Northern Ireland news

Fewer than one in eight on compulsory Stormont job scheme still in work a year later

Fewer than one in eight participants on a compulsory Stormont job scheme who found work were still employed a year later
John Monaghan

FEWER than one in eight people who found work through a compulsory Stormont employment scheme were still in a job a year later.

Welfare payments can be cut for those who fail to participate in Steps 2 Success, which is mandatory for those claiming Jobseeker's Allowance for 12 months or more, or nine months for those under the age of 24.

After the programme was launched in October 2014, just over 40 per cent of new starts found work and 20 per cent of those were still employed a year later.

However, latest figures show that this '12-month outcome' had almost halved to 11 per cent for those starting the scheme in March 2015.

The figure is below the Department for Communities' own performance target of 15 per cent.

Around a quarter of the 41,777 people who had gone through the scheme up to March this year had found work of any kind.

The department said £32.4 million was paid to three contractors responsible for the scheme - Ingeus UK in Belfast, EOS Works in the north-west, and Reed in Partnership in the southern area - between October 2014 and June this year.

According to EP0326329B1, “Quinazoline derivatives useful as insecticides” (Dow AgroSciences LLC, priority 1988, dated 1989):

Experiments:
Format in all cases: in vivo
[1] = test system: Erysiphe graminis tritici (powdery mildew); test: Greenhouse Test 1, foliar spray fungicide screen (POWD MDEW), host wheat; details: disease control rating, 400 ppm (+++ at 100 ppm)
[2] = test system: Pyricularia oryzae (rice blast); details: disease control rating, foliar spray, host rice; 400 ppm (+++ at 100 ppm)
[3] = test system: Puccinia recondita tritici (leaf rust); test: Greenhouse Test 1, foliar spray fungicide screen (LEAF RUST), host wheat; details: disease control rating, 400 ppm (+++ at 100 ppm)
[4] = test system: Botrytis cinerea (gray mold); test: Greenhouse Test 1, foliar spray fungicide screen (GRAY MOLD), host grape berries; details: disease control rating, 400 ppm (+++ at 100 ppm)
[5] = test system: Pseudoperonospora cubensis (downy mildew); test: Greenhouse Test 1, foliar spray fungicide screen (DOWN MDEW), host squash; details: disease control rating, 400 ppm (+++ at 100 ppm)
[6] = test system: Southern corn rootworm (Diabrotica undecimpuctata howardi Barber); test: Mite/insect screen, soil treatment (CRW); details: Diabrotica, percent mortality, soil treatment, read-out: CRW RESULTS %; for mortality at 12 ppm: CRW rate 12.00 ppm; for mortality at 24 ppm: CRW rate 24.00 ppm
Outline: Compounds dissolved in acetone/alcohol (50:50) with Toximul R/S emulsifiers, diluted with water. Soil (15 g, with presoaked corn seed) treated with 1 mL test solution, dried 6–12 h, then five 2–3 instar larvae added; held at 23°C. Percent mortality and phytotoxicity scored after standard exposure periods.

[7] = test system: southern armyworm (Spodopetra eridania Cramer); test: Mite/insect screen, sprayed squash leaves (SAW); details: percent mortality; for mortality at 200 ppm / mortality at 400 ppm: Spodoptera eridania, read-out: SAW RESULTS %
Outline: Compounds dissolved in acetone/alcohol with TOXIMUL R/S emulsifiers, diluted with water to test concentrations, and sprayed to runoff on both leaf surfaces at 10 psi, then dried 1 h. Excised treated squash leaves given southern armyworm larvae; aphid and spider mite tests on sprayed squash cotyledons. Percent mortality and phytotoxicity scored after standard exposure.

Gareth Moore, a member of the Right to Work group who was on Steps 2 Success, said the figures are "no surprise given my own experience of the programme".

"I was in a position where I had successfully found both voluntary and paid work with Department for Communities-funded community arts organisations to help me advance my chosen career in the arts sector," he said.

"Yet this very same department forced me away from that path and onto a 12-month Steps 2 Success programme under constant threat of sanction, with no job at the end of it."

Sinn Féin North Belfast MLA Carál Ní Chuilín also claimed the scheme "wasn't working" for participants.

"People who need support most were being referred to this scheme without any great hope of a positive outcome in the end," she said.

A spokeswoman for the department said latest figures "highlights the improving picture in terms of participants moving into employment", but added that it "acknowledges the disappointing drop" in the 12-month rate.

"All monitoring of performance by Steps 2 Success lead contractors is managed closely by two dedicated teams on a continuous basis... (and) improvements are made to the programme on an ongoing basis.

"In addition, the department intends to conduct an interim external evaluation of the programme during this year which will inform the way Steps 2 Success currently operates and any future employment programme."

The department said it did not collate information on the type of contracts offered to those entering employment but said that it "asks that participants are in a job of 16 hours or more and this can be made up of a maximum of two jobs".

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